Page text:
Pneumonia is an inflammation of the lung, popularly known as pneumonia. Our lungs, heart, brain, such as vital ogans and all of our cells provide the necessary oxygen.
Gas exchange is disrupted due to inflammation in areas where gas exchange occurs in pneumonia. Inflammation often develops due to bacteria, viruses, fungi and various microorganisms. Rarely, toxic gases, drugs and radiotherapy can also cause pneumonia. The disease plays a role in the transmission of microorganisms, or aspiration of microorganisms in the patient's mouth, stomach, or upper respiratory tract. The most important step in the development of infection is the weakening of the patient's immune system.
In immunocompromised people, such as COPD, asthma and diabetes, the frequency and severity of pneumonia is increasing. 6 among all causes of death in America. Ranked 1st among deaths linked to infection. Studies in our country show that death rates rise up to 60%.
Symptoms and Clinical Table The symptoms and clinical picture are presented with medical history, physical examination, radiological imaging of the lung and blood tests. Cough, sputum, fever, bloody sputum, confusion, general condition disorder, chest pain, abdominal pain and infection parameters increase according to the localization of the infection can be seen. The presence of these findings is diagnosed. In patients with pneumonia, sputum culture, if necessary, bronchoscopy and examination of the lower respiratory tract is provided by taking samples and cleaning of secretions.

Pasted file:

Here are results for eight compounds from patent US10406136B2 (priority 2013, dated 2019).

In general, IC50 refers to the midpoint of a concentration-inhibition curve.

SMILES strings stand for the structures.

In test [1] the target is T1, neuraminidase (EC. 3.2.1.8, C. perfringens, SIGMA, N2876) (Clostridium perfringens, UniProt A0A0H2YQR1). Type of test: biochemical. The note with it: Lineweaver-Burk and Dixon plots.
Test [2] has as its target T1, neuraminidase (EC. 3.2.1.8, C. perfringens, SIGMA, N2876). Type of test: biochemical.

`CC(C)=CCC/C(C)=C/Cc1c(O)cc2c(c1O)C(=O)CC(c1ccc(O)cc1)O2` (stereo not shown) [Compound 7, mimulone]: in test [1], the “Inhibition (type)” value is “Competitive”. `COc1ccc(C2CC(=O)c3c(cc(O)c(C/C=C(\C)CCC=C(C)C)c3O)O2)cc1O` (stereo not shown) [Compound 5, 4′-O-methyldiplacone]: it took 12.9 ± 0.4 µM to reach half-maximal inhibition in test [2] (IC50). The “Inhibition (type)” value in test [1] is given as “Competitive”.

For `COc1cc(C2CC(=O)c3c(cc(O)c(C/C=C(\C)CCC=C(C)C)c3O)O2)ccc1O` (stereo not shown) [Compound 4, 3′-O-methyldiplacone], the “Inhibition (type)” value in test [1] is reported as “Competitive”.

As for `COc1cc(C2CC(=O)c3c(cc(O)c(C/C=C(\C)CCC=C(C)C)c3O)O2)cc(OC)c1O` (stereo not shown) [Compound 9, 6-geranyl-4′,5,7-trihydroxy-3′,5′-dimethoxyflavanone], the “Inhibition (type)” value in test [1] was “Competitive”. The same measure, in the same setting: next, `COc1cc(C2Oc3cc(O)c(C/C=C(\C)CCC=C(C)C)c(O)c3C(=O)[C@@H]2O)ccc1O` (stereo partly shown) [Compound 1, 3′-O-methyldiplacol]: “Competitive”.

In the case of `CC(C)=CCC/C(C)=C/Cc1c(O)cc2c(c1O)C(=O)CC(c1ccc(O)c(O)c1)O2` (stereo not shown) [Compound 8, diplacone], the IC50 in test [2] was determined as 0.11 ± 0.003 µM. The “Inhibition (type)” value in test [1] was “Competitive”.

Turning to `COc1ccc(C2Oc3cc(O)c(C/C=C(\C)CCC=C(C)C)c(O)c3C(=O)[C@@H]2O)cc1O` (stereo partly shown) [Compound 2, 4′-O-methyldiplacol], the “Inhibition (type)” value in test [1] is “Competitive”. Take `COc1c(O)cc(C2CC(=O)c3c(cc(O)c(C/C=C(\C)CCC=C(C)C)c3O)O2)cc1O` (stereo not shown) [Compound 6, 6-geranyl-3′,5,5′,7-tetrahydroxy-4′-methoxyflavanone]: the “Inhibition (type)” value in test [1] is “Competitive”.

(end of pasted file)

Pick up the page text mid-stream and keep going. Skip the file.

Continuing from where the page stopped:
Source: Kılınç, 2008.
In cases of pneumonia developing in the community, 95% of patients with 100% CRP value is over 5 mg/dL. In bacterial pneumonia, the CRP value is higher than 10 mg/dL. This limit (10 mg/dL) provides pneumonia attack separation with COPD (concise, 2018).
The risk factors of the patient or the identified microorganisms are evaluated and the possible antibiotic treatment for the microorganisms is started. Treatment and follow-up are decided by outpatient or by admission according to Risk scoring. In patients with low oxygen or respiratory distress, oxygenation is provided by oxygen therapy and mechanical ventilation.
In patients with chronic lung and heart disease, diabetes, kidney failure, cancer, and risk factors that weaken immunity, pneumonococcal and influenza (influenza) vaccines should be administered. Smoking cessation and keeping chronic diseases under control in people who smoke also reduces the risk of pneumonia.
Utilized resources Kılınç, Ö. (2008). "Pneumonia". Turkish Thoracic Society.
Özlü T. (2018). “Community Based Pneumonia: Diagnosis, Treatment and Prevention”. http://file.toraks.org.tr/TORAKSFD23NJKHBNH3H4J4H4 2-ppi courses ...